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"Does my daughter have PCOS?"

A typical patient story:

Sally brought her sixteen year old daughter Rebecca to the physician. Rebecca is pre-diabetic, overweight, has acne and facial hair due to high testosterone levels. Over the last few years, the timing of Rebecca's menstrual cycles had become erratic and eventually stopped. She was diagnosed with PCOS (Polycystic Ovary Syndrome) and was given birth control bills to help regulate her menstrual cycles. The birth control pills resulted in high blood pressure and further weight gain so Rebecca stopped taking them.

What is PCOS?
At its core, Polycystic Ovary Syndrome is a hormone imbalance. It can cause problems with periods and make it difficult to get pregnant. It affects as many as 1 out of 15 women. Often the symptoms begin in the teen years.

The ovaries normally make a small amount of male sex hormones (androgens). In PCOS patients, the ovaries make excess androgens such as testosterone. Excess testosterone production can lead to irregular (or cessation of) periods, increased facial/body hair, weight gain, male pattern baldness and acne. PCOS is a leading cause of infertility. Additionally insulin resistance may occur which can cause elevated blood sugar levels and increase the risk for diabetes.

What causes PCOS?
PCOS is caused by a lack of ovulation ("anovulation") resulting from insufficient progesterone production for an extended period of time. The anovulation causes increased testosterone production by the ovaries.

Some believe that environmental chemical exposures and the effect on the endocrine system are to blame. Anecdotal evidence can be seen by observing how some girls are starting puberty as early as age nine.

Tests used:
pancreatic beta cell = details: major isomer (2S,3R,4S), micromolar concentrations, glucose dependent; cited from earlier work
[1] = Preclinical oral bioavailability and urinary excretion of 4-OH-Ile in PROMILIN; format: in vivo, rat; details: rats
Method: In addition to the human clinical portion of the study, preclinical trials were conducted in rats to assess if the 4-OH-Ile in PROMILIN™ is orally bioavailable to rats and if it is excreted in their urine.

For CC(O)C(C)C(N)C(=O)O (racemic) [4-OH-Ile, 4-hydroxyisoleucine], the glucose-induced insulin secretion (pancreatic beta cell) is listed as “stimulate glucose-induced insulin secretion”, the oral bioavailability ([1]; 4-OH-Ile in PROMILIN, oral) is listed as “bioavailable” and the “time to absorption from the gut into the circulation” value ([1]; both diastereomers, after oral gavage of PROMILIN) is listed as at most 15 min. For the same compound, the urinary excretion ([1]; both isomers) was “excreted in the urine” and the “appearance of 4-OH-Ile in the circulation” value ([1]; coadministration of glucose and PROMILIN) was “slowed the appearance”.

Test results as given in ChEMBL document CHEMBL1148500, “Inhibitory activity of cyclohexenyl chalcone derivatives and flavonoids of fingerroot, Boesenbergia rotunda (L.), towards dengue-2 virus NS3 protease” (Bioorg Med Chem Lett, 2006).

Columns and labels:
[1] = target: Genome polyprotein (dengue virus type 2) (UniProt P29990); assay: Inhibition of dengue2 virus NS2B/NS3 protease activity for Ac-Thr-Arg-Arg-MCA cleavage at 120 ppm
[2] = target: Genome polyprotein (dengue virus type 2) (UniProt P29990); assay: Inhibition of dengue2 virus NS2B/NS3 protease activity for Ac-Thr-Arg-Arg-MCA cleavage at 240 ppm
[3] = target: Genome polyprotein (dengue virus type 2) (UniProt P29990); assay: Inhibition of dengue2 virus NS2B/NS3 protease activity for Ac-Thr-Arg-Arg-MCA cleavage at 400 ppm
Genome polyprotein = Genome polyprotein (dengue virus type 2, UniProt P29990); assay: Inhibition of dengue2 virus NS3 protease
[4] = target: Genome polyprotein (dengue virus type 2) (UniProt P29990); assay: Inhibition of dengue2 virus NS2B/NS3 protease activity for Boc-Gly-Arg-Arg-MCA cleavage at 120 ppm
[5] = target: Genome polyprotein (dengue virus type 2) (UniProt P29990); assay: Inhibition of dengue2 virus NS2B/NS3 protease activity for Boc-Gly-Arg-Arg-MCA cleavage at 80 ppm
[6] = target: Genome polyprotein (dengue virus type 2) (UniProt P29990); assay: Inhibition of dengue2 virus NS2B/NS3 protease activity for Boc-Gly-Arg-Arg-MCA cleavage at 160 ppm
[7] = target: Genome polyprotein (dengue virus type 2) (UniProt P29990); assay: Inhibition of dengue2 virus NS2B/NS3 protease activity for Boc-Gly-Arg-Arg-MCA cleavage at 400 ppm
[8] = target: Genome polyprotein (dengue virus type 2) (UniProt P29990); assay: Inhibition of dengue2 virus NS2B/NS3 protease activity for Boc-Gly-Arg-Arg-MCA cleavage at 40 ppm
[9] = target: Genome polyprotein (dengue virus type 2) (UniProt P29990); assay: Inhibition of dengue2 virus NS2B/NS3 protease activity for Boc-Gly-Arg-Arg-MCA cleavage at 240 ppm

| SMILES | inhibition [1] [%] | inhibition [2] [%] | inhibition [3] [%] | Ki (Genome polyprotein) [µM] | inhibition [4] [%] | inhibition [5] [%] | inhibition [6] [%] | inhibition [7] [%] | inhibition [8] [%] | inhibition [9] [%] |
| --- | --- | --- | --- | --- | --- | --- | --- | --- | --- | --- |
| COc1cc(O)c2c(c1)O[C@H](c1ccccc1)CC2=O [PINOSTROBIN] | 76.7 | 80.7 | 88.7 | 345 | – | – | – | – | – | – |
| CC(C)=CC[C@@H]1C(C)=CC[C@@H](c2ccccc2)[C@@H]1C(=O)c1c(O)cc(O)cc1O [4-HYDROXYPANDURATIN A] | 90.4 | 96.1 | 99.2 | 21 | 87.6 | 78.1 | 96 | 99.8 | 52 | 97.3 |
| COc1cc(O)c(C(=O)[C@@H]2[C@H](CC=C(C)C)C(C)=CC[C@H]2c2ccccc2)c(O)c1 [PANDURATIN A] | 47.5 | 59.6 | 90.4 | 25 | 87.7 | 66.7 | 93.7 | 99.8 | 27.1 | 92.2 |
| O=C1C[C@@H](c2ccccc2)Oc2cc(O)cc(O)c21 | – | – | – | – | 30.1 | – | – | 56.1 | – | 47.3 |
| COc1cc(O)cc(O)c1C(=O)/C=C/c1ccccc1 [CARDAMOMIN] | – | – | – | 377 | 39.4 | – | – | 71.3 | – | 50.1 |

How is PCOS treated?
The traditional treatment of PCOS involves birth control pills which serve to regulate menstrual cycles and help lower testosterone levels. However, potential risk factors for using oral contraceptives include:

  • Increased insulin resistance resulting in increased risk for diabetes.
  • Increase risk of heart attack or stroke even at low doses.
  • Decreased levels of vital nutrients such as: folic acid, zinc, magnesium, Vitamins B, C and E which can result in hormone imbalance as well as increased weight, depression and heart disease.
  • Decreased libido.
  • Oral contraceptives can lead to digestive problems such as candida (yeast) by killing off friendly bacteria. A major component of oral contraceptives is estrogen which can result in increased yeast growth leading to carb and sugar cravings.

Alternative Treatments for PCOS
The use of BioIdentical Hormones (BHRT), such as natural progesterone, can be used to treat PCOS, along with alleviation of stress, increased exercise and better nutrition. If progesterone is missing it makes sense to replace it. Progesterone stops the ovaries from producing too much testosterone.

Bio-Identical Hormones (aka Human Identical Hormones) are exact duplicates of those the body produces. People with hormone imbalances simply have too much or too little of particular hormones. Many of the bioidentical hormones used are made from soybeans and wild yams, which contain unique compounds that are processed chemically and made into identical replicas of hormones the body produces.

BioIdentical hormones are uniquely tailored for each patient through a compounding pharmacy. The prescriptions are based on a series of tests ordered by a medical provider and are available in a range of doses.

In the end, PCOS patients may want to explore whether BioIdentical progesterone should be part of their treatment plan. Patients should make sure they work with a medical provider experienced in natural hormone therapy.

A few months ago Rebecca started taking natural progesterone twice daily for two weeks on and two weeks off. The result was a normal menstrual period and the alleviation of many of her previous symptoms.

Dr. Lauren Loya of the Hormone Restoration Center, can be reached at (412) 432-7909 or visit www.hormonecenter.net.

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